So that our IAIM philosophy holds true, the parents always remain the experts in their baby's care. We are educational facilitators, so parents are able to choose the oil they want following an educated and unbiased dialogue.

Cherry Bond, Developmental Care Educator

The IAIM continues to recommend an unscented vegetable oil, preferably organically grown and cold pressed if possible. All vegetable oils have different chemical compositions and properties and recent research indicates that any oil with high oleic acid content (ie. olive oil) should not be used on a baby's skin as it could affect the infant's immature skin barrier.


The debate on which is the best oil to use on a baby's skin has been going on for some time now and there has been a lot of discussion and confusion around the subject. Although the IAIM policy does not recommend any specific vegetable oil, we do however like to keep up-to-date with the most recent developments and findings. So here is one of the latest studies to be published on the use of oils.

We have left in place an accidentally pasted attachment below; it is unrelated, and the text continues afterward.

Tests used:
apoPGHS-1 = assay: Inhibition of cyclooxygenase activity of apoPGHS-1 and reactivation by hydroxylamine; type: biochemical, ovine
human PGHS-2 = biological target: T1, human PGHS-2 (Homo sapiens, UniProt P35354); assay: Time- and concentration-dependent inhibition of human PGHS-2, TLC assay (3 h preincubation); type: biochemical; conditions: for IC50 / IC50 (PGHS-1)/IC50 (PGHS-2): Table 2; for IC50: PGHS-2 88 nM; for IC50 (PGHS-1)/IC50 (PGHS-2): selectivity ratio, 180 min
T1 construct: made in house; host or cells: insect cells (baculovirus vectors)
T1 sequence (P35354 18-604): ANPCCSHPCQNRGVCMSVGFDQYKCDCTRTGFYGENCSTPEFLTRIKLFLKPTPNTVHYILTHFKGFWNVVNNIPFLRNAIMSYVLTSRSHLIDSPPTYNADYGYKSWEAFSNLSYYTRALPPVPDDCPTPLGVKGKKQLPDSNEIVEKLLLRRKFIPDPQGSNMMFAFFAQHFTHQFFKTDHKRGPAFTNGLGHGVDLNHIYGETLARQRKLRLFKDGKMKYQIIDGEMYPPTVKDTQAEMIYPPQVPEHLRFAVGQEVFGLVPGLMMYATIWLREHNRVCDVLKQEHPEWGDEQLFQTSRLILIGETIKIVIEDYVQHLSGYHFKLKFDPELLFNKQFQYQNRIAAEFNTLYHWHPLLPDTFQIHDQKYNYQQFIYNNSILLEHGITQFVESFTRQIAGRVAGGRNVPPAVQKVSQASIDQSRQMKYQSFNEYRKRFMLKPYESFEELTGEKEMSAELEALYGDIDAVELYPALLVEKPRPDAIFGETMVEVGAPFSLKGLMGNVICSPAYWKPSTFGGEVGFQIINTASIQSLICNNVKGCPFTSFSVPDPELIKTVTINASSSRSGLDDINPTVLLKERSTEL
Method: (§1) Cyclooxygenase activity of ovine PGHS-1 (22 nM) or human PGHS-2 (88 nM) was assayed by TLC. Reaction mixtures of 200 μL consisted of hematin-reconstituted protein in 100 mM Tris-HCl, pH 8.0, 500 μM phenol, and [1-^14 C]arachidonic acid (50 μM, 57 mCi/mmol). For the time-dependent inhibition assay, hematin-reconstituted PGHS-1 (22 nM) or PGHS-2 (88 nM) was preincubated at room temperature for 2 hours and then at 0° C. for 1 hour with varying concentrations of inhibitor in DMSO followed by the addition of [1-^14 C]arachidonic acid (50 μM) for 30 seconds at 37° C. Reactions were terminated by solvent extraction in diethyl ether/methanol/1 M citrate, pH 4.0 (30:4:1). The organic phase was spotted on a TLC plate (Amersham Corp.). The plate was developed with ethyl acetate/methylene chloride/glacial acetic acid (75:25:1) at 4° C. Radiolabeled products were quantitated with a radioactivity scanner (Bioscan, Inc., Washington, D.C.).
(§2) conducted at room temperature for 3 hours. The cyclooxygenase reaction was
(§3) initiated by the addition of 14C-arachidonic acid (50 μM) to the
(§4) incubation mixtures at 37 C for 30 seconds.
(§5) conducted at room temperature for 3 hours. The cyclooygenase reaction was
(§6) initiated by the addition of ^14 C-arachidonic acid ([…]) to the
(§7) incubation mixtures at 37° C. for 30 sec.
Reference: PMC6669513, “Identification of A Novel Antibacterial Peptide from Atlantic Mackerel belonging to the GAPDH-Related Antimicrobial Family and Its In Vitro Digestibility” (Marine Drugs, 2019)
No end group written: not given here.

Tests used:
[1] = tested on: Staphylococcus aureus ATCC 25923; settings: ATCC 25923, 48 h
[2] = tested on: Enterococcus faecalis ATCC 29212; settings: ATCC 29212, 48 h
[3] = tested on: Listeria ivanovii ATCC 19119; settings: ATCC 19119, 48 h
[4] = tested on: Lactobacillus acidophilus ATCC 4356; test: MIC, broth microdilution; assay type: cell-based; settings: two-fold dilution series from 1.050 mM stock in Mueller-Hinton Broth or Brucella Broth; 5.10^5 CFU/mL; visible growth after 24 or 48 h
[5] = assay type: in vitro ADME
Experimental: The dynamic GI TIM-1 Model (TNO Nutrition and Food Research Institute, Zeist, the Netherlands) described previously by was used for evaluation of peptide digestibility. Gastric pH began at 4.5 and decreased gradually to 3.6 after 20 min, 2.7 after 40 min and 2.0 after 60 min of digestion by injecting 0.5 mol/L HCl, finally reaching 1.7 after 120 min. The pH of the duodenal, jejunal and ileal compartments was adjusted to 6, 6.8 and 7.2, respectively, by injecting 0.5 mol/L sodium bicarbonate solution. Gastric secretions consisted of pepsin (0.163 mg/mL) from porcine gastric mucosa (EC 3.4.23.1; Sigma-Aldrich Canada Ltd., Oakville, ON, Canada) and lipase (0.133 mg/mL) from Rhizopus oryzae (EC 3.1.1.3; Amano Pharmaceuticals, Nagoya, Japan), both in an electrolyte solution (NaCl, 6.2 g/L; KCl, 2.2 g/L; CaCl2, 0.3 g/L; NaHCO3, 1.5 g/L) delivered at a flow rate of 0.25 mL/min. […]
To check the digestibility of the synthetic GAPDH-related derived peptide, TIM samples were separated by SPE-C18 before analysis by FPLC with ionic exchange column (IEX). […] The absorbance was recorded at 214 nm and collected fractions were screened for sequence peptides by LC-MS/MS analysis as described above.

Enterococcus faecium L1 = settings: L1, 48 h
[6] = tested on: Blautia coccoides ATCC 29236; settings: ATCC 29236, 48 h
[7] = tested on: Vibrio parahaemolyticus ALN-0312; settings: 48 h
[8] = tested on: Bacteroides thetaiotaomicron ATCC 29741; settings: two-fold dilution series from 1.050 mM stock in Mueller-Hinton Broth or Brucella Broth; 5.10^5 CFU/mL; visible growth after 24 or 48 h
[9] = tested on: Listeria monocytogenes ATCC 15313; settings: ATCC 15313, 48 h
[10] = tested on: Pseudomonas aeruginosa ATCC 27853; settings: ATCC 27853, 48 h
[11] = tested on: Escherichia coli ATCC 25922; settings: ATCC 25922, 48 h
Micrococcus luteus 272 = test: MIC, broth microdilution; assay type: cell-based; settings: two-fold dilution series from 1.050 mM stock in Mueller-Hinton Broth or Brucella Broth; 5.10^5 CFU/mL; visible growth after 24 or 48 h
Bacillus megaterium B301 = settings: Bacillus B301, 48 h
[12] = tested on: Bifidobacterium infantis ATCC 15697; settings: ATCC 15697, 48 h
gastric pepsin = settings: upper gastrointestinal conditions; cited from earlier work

Danby SG, Alenezi T, Sultan A, Lavender T, Chittock J, Brown K, Cork MJ

Academic Unit of Dermatology Research, Department of Infection and Immunity, Faculty of Medicine, Dentistry and Health, University of Sheffield Medical School, Sheffield, UK.

Pediatr Dermatol. 2013 Jan;30(1):42-50. doi: 10.1111/j.1525-1470.2012.01865.x. Epub 2012 Sep 20.